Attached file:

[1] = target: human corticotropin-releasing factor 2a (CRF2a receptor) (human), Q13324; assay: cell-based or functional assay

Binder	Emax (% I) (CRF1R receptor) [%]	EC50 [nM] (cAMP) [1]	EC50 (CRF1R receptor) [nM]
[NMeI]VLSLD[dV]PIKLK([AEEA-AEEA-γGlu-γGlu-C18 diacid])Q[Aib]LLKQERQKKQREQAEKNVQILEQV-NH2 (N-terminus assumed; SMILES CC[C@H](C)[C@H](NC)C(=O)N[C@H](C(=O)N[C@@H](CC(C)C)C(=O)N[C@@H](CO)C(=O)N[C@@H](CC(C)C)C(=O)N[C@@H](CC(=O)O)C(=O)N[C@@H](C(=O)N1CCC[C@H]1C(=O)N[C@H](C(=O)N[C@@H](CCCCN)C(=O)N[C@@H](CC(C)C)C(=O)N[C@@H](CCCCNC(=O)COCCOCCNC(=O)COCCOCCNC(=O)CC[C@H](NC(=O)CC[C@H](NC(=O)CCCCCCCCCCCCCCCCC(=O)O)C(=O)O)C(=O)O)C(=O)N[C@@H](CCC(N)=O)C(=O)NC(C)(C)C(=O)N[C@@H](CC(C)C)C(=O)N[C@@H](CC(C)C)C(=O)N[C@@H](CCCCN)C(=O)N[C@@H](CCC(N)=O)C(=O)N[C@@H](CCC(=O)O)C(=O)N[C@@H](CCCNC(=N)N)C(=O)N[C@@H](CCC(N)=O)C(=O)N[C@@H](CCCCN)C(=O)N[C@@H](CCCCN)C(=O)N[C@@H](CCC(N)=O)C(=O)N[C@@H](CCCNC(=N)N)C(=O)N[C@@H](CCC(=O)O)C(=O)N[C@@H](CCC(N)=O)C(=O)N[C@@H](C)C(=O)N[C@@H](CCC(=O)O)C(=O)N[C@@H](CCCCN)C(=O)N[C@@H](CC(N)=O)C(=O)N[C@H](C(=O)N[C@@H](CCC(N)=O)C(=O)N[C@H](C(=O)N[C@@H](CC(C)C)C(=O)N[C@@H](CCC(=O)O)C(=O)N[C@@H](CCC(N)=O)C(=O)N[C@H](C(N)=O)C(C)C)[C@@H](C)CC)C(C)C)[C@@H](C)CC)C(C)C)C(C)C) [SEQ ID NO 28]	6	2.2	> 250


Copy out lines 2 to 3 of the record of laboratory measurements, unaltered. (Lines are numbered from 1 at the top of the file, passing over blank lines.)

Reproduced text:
Binder	Emax (% I) (CRF1R receptor) [%]	EC50 [nM] (cAMP) [1]	EC50 (CRF1R receptor) [nM]
[NMeI]VLSLD[dV]PIKLK([AEEA-AEEA-γGlu-γGlu-C18 diacid])Q[Aib]LLKQERQKKQREQAEKNVQILEQV-NH2 (N-terminus assumed; SMILES CC[C@H](C)[C@H](NC)C(=O)N[C@H](C(=O)N[C@@H](CC(C)C)C(=O)N[C@@H](CO)C(=O)N[C@@H](CC(C)C)C(=O)N[C@@H](CC(=O)O)C(=O)N[C@@H](C(=O)N1CCC[C@H]1C(=O)N[C@H](C(=O)N[C@@H](CCCCN)C(=O)N[C@@H](CC(C)C)C(=O)N[C@@H](CCCCNC(=O)COCCOCCNC(=O)COCCOCCNC(=O)CC[C@H](NC(=O)CC[C@H](NC(=O)CCCCCCCCCCCCCCCCC(=O)O)C(=O)O)C(=O)O)C(=O)N[C@@H](CCC(N)=O)C(=O)NC(C)(C)C(=O)N[C@@H](CC(C)C)C(=O)N[C@@H](CC(C)C)C(=O)N[C@@H](CCCCN)C(=O)N[C@@H](CCC(N)=O)C(=O)N[C@@H](CCC(=O)O)C(=O)N[C@@H](CCCNC(=N)N)C(=O)N[C@@H](CCC(N)=O)C(=O)N[C@@H](CCCCN)C(=O)N[C@@H](CCCCN)C(=O)N[C@@H](CCC(N)=O)C(=O)N[C@@H](CCCNC(=N)N)C(=O)N[C@@H](CCC(=O)O)C(=O)N[C@@H](CCC(N)=O)C(=O)N[C@@H](C)C(=O)N[C@@H](CCC(=O)O)C(=O)N[C@@H](CCCCN)C(=O)N[C@@H](CC(N)=O)C(=O)N[C@H](C(=O)N[C@@H](CCC(N)=O)C(=O)N[C@H](C(=O)N[C@@H](CC(C)C)C(=O)N[C@@H](CCC(=O)O)C(=O)N[C@@H](CCC(N)=O)C(=O)N[C@H](C(N)=O)C(C)C)[C@@H](C)CC)C(C)C)[C@@H](C)CC)C(C)C)C(C)C) [SEQ ID NO 28]	6	2.2	> 250